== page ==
The committee tasked with creating Oklahoma's new academic standards following the repeal of Common Core met for the second time on Monday.
As KOSU's Emily Wendler reports, they are trying to learn as much as they can from other's trials and tribulations before embarking on their own journey.
The academic standards steering committee—in charge of creating Oklahoma's new educational requirements for kindergarten through 12th grade—got guidance from three experts who have excelled in creating math and English programs in their own states.
This Week in Oklahoma Politics, KOSU's Michael Cross talks with ACLU Oklahoma Executive Director Ryan Kiesel and Republican Political Consultant Neva Hill about the State of the State Address given by Governor Fallin to kick off the 2015 legislative session as well as her executive budget.
Also, the trio discusses two bill killed early in the session without getting a hearing: the so-called "hoodie bill" and a bill by Representative Sally Kern allowing businesses to discriminate against homosexuals.
Finally, they look at the decision by the Tulsa School Board to hire Deborah Gist as its new superintendent.
On This Week in Oklahoma Politics, KOSU's Morning Edition Host Michael Cross talks with ACLU Oklahoma Executive Director Ryan Kiesel and Republican Political Consultant Neva Hill about the decision by Attorney General Scott Pruitt to ask for a stay of execution in the case of Richard Glossip and the plan by new Superintendent Joy Hofmeister to give pay raises and add classes to the school year over the next five years.
Ryan, Neva and Michael also talk about bills expected in the upcoming legislature and the arrest of Finance Secretary Preston Doerflinger.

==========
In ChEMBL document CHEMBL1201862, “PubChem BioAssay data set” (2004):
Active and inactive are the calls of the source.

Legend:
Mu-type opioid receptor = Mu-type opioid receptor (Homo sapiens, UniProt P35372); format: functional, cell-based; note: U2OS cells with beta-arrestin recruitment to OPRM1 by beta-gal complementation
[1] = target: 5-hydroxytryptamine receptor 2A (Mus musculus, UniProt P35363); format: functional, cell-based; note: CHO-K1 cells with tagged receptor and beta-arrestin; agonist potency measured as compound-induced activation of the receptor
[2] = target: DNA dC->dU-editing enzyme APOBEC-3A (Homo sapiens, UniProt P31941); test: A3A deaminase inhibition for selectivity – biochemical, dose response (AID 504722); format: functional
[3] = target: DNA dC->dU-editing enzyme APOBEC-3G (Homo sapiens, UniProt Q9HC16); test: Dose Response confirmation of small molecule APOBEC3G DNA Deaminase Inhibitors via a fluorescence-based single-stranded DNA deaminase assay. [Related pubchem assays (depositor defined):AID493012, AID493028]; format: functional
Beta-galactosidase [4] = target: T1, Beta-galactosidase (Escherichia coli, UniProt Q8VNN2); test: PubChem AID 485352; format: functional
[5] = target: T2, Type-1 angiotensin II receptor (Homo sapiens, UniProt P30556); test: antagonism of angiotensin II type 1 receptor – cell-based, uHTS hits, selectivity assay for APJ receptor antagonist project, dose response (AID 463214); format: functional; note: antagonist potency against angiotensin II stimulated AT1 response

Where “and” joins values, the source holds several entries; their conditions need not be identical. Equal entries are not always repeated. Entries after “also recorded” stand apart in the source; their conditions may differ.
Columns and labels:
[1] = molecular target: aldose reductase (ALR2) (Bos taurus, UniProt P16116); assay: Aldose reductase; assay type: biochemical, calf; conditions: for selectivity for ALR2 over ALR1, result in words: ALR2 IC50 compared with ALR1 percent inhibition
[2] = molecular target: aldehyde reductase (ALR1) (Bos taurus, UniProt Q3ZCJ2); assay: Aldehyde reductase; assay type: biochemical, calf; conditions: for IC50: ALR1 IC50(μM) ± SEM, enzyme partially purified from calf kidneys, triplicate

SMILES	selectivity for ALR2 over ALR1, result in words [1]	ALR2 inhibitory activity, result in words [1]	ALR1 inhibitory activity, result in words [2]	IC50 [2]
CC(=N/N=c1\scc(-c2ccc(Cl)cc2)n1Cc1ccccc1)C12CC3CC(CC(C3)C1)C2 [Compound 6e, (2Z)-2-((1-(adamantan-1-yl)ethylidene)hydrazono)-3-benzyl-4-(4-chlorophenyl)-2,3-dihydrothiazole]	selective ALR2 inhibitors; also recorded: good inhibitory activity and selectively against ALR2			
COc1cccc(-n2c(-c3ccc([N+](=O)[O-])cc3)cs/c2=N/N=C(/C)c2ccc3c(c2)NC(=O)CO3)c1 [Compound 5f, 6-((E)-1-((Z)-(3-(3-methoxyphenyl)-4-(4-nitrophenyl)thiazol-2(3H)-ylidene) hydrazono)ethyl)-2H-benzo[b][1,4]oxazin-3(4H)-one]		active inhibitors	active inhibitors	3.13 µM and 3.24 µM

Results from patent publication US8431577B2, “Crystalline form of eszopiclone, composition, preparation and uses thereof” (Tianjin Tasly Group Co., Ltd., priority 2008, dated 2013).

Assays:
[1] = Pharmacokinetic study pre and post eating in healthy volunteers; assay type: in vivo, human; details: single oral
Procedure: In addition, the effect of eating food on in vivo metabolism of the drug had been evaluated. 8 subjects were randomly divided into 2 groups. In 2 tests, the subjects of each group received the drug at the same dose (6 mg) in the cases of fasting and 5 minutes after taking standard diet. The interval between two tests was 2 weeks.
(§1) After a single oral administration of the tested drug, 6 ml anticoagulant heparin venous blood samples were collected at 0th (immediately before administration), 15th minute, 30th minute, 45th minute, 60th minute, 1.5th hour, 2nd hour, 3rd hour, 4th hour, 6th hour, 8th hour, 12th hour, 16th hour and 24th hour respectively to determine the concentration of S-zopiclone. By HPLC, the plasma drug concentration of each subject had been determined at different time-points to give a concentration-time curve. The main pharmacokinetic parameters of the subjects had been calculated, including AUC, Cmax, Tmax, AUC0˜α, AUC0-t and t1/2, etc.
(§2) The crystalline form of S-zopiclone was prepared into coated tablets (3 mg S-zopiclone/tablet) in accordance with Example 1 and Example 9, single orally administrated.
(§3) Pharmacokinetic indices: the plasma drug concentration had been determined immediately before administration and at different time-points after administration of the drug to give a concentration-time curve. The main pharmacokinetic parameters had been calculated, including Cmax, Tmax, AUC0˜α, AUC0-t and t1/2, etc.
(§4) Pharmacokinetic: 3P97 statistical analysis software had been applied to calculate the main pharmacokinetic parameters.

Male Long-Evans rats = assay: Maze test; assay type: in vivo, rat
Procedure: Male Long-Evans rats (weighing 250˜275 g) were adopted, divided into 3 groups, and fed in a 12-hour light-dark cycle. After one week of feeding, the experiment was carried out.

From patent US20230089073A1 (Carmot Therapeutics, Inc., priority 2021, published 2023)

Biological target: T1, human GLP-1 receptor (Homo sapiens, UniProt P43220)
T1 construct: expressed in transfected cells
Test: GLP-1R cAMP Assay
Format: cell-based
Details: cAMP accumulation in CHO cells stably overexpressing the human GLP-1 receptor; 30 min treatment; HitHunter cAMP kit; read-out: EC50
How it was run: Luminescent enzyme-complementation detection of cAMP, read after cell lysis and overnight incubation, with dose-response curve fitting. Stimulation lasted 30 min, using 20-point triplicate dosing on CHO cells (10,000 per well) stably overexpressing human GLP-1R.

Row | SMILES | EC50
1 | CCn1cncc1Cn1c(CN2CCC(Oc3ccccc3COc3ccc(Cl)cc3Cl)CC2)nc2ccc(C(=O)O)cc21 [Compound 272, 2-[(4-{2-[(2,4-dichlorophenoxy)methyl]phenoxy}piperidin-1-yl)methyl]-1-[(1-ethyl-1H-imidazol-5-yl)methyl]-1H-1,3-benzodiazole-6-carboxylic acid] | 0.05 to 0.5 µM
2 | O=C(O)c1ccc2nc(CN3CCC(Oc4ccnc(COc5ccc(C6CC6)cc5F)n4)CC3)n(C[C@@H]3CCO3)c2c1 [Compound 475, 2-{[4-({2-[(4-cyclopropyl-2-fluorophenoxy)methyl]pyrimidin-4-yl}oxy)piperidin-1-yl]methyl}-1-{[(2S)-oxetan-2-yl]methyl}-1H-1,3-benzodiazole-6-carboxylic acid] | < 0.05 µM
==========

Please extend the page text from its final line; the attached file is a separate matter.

Originally published on Tue January 20, 2015 5:50 pm
On the education front, President Obama's State of the Union address is likely to focus on three big proposals:
First, the president wants to talk about the idea he floated last week of making community college tuition-free. This is new.
The plan would benefit about 9 million full- and part-time students and would cost the federal government about $60 billion over 10 years. According to the administration's numbers, that would account for three-fourths of the total cost. States and community colleges would come up with the rest.
Originally published on Fri January 9, 2015 7:15 pm
President Obama is in Tennessee previewing some of the big issues he'll talk about in his State of the Union address later this month. Friday, he'll speak in Knoxville, focusing on education and an idea that is gathering steam in some states: making community college tuition-free.
In the emerging debate over this idea, there are skeptics and there are true believers.
The U.S. Department of Education announced today it is reinstating Oklahoma’s No Child Left Behind (NCLB) Flexibility Waiver for the 2014-15 school year.
The NCLB waiver was pulled in August following the repeal of Common Core academic standards by state legislators. At the time, Assistant Education Secretary Deborah Delisle told Oklahoma officials they could "no longer demonstrate that the state's standards are college- and career-ready standards."